Dont Be Afraid of the Dark (1973)
Directed By: John Newland
Director John Newland is no stranger to television, working on classics like Star Trek and One Step Beyond. Here he takes a stab at a made for tv horror movie which has gained a loyal following over the years and even had a big budget remake. I feel that made-for-television movies have a reputation within the horror community for not always being the best-however Dont be Afraid of the Dark is the exception to the rule. A young couple movie into a run down mansion with the hopes of fixing it up. Within the walls is a dark secret- demons that inhabit the home. Sally (Kim Darby) unwillingly lets them loose with, as you might guess- terrible results. The film takes its time in building characters and more importantly a sense of dread and we only get slow drips of horror. This is where I think the film thrives but also is weakened by- On the one hand I like the tension building and how the characters are given a chance to be fleshed out. However, as much as I enjoy a slow burn I feel that the film does tend to drag in spots and I couldn't help but check to see how long I had to the end. Speaking of, with a run time that is just under eighty minutes there certainly were scenes that felt like they could have been either trimmed or lost altogether. This I feel is where the remake works better as it streamlines the narrative without sacrificing character and plot development. I also liked how a child was the gate way into this world rather than a neurotic housewife. Lets talk about the main draw- the tiny demons that are the center piece of the film. The creatures are honestly not that scary, but I can see how they would be to a early '70's audience especially to younger viewers. The FX designs themselves are actually well done considering the time they were made and the budget. What helps is a lot of the scenes the little goblins are seen in shadow or half lit, giving it a more eerie presents. And that is a good segway into another thing that works about this film, its neon Argento-ish lighting style. The lighting is dripping with green and red hues giving it a over the top comic book feeling. Visually I wasn't expecting this from a made for television movie. This attention to style helps smooth over some more cheesy aspects of the creatures.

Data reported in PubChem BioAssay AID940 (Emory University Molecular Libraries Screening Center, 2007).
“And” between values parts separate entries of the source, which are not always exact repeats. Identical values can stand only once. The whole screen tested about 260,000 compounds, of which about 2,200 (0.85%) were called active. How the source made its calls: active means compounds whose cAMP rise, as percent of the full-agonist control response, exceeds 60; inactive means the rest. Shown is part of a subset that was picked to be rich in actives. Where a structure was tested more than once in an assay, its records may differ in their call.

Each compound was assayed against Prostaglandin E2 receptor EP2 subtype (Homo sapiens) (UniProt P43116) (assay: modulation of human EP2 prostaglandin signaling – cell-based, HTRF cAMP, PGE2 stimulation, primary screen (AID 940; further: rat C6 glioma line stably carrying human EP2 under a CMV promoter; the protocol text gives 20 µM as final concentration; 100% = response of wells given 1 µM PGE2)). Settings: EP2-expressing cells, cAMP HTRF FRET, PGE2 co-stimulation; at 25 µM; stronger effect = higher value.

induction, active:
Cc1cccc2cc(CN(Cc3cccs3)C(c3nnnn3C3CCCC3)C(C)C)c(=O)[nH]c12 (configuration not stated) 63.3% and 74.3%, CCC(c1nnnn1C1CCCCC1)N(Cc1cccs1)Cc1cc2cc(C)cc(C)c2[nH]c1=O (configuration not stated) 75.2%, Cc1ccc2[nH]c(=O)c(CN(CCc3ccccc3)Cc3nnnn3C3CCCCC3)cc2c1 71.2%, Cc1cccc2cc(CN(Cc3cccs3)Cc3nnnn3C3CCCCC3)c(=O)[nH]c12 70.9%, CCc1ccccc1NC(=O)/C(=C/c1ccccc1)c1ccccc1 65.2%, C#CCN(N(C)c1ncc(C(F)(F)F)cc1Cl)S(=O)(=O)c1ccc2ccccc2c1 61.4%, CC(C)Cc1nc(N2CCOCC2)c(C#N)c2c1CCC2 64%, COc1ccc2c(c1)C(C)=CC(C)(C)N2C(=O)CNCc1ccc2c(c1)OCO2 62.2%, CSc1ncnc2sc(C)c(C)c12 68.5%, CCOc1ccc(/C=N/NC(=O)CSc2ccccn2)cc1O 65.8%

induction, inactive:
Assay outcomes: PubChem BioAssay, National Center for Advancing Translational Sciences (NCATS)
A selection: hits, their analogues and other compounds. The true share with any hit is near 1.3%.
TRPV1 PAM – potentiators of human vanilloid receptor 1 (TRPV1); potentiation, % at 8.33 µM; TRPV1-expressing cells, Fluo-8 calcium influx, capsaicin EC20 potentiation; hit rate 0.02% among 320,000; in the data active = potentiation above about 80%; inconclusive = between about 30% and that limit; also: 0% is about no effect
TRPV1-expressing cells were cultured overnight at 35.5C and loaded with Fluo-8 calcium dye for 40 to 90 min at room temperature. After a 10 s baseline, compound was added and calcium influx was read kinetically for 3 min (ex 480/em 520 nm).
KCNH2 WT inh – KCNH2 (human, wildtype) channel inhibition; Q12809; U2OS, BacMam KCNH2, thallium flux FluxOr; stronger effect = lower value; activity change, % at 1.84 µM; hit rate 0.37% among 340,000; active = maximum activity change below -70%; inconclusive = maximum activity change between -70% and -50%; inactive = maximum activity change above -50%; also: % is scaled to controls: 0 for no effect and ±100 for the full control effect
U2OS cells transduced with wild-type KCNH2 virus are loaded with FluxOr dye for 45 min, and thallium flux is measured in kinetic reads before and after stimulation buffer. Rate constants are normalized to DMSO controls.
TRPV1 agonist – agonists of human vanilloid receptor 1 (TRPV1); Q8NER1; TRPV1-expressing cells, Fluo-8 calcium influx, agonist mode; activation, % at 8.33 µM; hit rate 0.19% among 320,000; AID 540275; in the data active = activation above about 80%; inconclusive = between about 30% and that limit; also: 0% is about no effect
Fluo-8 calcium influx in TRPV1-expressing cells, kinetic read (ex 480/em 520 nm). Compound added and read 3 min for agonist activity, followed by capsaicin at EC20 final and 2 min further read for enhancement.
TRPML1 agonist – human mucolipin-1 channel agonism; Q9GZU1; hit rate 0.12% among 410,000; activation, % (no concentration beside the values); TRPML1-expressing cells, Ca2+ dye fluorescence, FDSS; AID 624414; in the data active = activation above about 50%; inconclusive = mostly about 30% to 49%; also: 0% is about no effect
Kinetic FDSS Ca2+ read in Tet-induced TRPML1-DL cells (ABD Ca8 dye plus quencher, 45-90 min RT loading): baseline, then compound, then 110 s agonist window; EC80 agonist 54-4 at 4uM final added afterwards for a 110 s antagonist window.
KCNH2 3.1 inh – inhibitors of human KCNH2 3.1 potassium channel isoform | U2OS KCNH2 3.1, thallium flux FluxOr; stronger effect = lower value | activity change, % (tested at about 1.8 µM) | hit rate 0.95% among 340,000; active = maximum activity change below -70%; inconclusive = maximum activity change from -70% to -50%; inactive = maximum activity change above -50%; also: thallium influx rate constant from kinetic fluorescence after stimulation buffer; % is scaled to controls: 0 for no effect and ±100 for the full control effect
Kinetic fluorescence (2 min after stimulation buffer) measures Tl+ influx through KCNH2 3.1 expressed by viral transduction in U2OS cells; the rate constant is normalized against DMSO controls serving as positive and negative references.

Overall even though I didn't see this as a kid I feel enjoyed its creepy less-is-more quality amp'd up with a great visual flare. I didn't love this movie as I thought it was a bit dull and dated and its a case where I liked the updated version better-however-I still enjoyed it as it was cheesy, spooky fun and had a visual flare I was not expecting. If you`ve seen this years ago or like me for the first time I think its a fun little movie
Warner Archives really delivers this their new re-release. It looks incredible especially for a made for tv movie made over four decades ago. Using a brilliant looking new 4k scan the image is wonderfully vivid and the colors really pop. You really get the benefit of this new scan when you consider a lot of the film plays with darkness and shadows to build its tension. As I mentioned in my review the film has an interesting visual platelet and the new restoration truly highlights this. The audio is from a nice 2.0 track and sounds are crisp and clear. If you are a fan of this movie and want more information about it you are in luck as WA priovides not one but two feature length audio commentaries, one by Amanda Reyes (author of Made for TV Mayhem) and another by Jeffery Reddick (screenwriter of Final Destination) and Sean Abley of Fangoria. Pity there wasnt a tv trailer for this release to round out the features. For fans new and old this is a must have release!